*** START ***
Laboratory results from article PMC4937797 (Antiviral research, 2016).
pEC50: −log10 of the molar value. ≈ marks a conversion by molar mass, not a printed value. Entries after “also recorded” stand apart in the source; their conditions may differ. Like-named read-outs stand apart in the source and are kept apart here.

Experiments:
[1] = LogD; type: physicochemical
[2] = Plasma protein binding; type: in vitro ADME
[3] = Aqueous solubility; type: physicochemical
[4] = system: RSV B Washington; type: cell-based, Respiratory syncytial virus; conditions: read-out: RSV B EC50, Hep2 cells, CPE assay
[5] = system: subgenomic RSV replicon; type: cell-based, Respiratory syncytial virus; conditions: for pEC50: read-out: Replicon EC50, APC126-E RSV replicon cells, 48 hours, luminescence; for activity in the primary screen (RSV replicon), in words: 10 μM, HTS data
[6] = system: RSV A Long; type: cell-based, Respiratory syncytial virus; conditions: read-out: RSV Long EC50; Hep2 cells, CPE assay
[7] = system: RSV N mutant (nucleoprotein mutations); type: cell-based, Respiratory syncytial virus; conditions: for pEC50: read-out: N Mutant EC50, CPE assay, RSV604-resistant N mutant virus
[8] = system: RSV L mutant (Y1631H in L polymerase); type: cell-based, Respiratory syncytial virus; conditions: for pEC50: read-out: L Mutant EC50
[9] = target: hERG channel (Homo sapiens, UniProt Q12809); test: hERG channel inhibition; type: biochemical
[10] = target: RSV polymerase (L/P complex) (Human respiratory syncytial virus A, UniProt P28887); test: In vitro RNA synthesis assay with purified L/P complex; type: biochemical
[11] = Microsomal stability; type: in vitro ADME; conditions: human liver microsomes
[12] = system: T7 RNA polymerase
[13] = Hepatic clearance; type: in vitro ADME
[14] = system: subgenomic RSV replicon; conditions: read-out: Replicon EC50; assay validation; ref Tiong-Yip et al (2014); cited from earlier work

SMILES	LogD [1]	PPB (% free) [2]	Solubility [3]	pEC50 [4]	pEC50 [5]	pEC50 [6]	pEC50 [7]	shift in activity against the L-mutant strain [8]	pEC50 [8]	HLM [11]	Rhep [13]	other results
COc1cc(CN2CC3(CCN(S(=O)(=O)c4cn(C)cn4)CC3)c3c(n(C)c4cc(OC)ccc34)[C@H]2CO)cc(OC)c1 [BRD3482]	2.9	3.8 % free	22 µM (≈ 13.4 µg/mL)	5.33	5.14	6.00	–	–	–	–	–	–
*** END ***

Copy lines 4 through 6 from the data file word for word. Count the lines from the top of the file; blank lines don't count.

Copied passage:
[1] = LogD; type: physicochemical
[2] = Plasma protein binding; type: in vitro ADME
[3] = Aqueous solubility; type: physicochemical